Health Tips Kinesiology

When it comes to changing your metabolism, small choices mean big results

Understand your metabolism and learn how to modify it

By Kathryn Stroppel

man with test tubes

We’ve seen the headlines: 1 in 3 Americans has obesity, and only 1 in 4 meet physical activity guidelines. We also know that many people struggle with weight gain and aren’t getting enough physical activity as they age.

As a result, nearly 100 million U.S. adults have prediabetes, the impaired regulation of blood sugar, which is common, serious and costly, yet many don’t know it. For those who do, and those concerned about it, what can be done? 

CPHHS Translational Metabolism Research Laboratory researchers Matt Robinson and Sean Newsom answer these questions, discuss metabolic health and provide tips on making empowered, positive choices in the one-hour Public Health Insider webcast “Modifying metabolism: small choices, big results.” 

In the episode, they define metabolism and share ways to fend off diabetes. They also discuss how weight gain impairs blood sugar, the long-term impacts of high blood sugar, how our metabolism changes as we age, possible treatments for prediabetes, the importance of all forms and intensity of physical activity, and the impact of small lifestyle changes on our metabolism.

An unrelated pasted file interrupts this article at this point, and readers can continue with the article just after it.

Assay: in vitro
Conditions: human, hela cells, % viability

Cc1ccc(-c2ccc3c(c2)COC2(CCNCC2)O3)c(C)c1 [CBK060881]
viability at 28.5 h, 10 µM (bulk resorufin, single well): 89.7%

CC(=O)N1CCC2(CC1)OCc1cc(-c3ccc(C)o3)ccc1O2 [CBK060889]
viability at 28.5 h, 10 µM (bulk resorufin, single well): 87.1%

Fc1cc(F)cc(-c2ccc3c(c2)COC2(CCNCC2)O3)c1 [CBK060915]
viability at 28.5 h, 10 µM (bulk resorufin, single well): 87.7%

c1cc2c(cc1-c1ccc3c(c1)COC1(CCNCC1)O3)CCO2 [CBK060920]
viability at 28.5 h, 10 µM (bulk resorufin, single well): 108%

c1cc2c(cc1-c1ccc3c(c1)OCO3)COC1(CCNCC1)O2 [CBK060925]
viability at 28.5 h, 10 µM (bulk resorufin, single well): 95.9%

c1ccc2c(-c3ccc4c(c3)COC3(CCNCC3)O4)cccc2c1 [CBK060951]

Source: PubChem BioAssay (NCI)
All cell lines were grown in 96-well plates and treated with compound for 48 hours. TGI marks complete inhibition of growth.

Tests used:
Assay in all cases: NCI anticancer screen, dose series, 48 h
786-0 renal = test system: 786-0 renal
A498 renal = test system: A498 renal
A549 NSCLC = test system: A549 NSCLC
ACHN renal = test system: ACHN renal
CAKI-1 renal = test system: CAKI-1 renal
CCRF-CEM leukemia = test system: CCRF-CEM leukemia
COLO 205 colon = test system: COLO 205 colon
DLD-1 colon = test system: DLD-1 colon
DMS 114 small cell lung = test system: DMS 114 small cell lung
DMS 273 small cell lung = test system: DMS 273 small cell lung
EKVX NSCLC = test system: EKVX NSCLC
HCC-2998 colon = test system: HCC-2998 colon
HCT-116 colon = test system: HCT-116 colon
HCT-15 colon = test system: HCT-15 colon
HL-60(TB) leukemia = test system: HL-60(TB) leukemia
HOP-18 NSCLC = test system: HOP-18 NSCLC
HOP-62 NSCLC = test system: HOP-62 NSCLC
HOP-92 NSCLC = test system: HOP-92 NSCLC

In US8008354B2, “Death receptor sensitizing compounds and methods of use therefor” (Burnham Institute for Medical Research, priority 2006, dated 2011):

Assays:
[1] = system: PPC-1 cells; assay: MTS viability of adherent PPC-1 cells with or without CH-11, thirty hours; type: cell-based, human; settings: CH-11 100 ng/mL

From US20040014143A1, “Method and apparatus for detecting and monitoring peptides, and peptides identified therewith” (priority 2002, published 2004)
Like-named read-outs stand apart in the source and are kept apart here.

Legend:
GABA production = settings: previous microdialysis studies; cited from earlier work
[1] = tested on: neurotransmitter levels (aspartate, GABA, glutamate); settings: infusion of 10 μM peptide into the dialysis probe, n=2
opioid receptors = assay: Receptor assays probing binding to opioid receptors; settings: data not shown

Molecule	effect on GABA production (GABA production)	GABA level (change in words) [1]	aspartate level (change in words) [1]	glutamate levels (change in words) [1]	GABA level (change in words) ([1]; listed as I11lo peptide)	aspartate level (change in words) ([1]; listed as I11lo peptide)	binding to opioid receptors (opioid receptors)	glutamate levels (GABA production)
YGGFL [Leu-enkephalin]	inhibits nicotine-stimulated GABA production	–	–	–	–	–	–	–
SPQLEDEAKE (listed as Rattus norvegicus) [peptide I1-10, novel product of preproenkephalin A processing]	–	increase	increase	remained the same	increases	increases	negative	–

The bottom line? Over time, small changes build up, with both good and bad effects. High blood sugar and fats over time have major, long-lasting impacts such as an increased risk of hardening arteries, heart disease and cancer. 

On the flip side, small, consistent lifestyle modifications can also make a major difference, regardless of age or ethnicity. In fact, Sean and Matt found that just a single session of exercise significantly improves insulin sensitivity.  

They suggest, at a minimum, walking for two minutes for every 30 minutes you sit. And remember, any physical activity, at any intensity, is good for our health, independent of weight loss.  

To learn more about the lab and Matt and Sean’s new research into identifying treatments for prediabetes, visit the lab’s website.  

Check out all Public Health Insider episodes.